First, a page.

The Byzantine army had been strongly influenced by the Turkic Avars. Although Byzantine armies seem to have included four times as many infantry as cavalry, the most important tactical roles still lay with theme cavalry, even in defensive guerrilla-style warfare.

Horse-archery had remained relatively unimportant since the 9th century, probably because heavy cavalry was easier to train.  Consequently light infantry and heavy cavalry formed the bulk of mid 11th century Byzantine forces, the heavy cavalry perhaps providing prototypes for the medieval European knight. There is some evidence that the Byzantine heavily-armoured cavalryman was in turn at least partially a product of military influence from those central Islamic lands which had inherited the armoured cavalry traditions of pre-Islamic Iran. Horse-archery, meanwhile, seems largely to have become the preserve of allied or mercenary troops of non-Byzantine and usually Turkic origin. These were organized into separate though clearly important units of mounted archers.

Although they continued to make effective use of both shock and missile infantry, the Byzantines turned to theme cavalry. After an extended period of dependence on Teutonic and Hunnish mercenary cavalry, the reforms of the emperors Maurice and Heraclius in the 6th and 7th centuries developed an effective provincial militia based on the institution of pronoia, the award of nonhereditary grants of land capable of supporting an armoured horse archer called a cataphract. Pronoia, which formed the core of the Byzantine army’s strength during the period of its greatest efficiency in the 8th through 10th centuries, entailed the adoption of the Hunnish composite recurved bow by native troopers.
 spath The Byzantine cataphract ware armed with bow, lance, sword, and dagger; he wore a shirt of mail or scale armour and an iron helm and carried a small, round, ironbound shield of wood that could be strapped to the forearm or slung from the waist.The foreheads and breasts of officers’ horses and those of men in the front rank were protected with frontlets and poitrels of iron. The militia cataphracts were backed by units of similarly armed regulars and mercenary regiments of Teutonic heavy shock cavalry of the imperial guard. Mercenary horse archers from the steppe continued to be used as light cavalry.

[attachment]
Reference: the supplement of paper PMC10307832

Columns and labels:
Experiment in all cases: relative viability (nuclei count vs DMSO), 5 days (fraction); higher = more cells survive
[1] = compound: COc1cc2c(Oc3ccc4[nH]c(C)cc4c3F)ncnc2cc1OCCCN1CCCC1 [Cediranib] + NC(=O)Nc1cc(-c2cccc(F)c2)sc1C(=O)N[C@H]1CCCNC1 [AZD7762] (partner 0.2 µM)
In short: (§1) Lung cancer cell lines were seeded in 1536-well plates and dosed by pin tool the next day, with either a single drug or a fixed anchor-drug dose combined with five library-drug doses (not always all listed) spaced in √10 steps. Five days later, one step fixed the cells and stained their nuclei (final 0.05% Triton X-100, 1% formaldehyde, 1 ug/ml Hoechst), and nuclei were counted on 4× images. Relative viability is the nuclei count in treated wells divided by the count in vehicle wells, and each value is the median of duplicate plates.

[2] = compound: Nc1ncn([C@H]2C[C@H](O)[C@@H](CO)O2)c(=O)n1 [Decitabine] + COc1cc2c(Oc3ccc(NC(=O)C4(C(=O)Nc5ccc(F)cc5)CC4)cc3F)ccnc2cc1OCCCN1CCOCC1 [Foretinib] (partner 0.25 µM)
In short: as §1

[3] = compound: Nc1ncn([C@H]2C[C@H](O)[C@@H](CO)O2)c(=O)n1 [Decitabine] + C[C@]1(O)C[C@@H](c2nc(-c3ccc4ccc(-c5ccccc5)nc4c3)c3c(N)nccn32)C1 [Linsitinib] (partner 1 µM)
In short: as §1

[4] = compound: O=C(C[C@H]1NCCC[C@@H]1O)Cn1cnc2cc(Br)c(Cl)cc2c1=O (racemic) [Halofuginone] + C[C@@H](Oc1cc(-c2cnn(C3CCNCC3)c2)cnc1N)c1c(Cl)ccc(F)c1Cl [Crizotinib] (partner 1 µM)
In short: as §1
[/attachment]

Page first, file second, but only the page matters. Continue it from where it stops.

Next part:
Here is a close up of lamellar armor, as you can see it is more complex than regular chain mail. The Kataphraktoi described in the Praecepta Militaria were to wear helms with 2 or 3 layer mail hangings covering all but thier eyes, klibania with splinted upper sleeves, lower sleeves and skirts of padding faced with mail, and splinted grieves. Such panoply undoubtedly survived into the twelfth century, but along side it some innovations were to be seen. A very few of these innovations were influenced by the West, such as the mail chausses, and the use of kite shields.

Emperor Manuel I Komnenos is credited with introducing Frankish cavalry methods to the Byzantine army, specifically mentioning the replacement of round shields with kite shields. Greater wealth allowed the more extensive use of lamellar, as in these iverted lamellar sleeves and skirts, which might be considerably longer than here.

lamellardetail Lamellar is one of the forms of armour most misunderstood in the popular militaria field, and this observation is most particularly true of Byzantine lamellar. Prior to the tenth century Byzantine lamellar underwent a technological innovation, which sets it apart from the sorts of lamellar used by other cultures.The plates of middle Byzantine lamellar were fixed not to the plate adjacent in the row, but to a backing. Originally this was done by lacing, but from around 1000 c.e. it was done by rivetting as illustrated here. pointy helm
The “Phrygian cap” helm was a fashion that appears in Byzantine sources in the eleventh century, and became very widespread in the twelfth century across cultural and religious boundaries. The high European war saddle did begin to be adopted along with other Western cavalry methods, but did not become prevalent until the thirteenth century. The common sword used by Cataphracts or other Byzantine cavalry was the spathion, but Spears or lances, were the main weapon of choice for Byzantine Cavalry.

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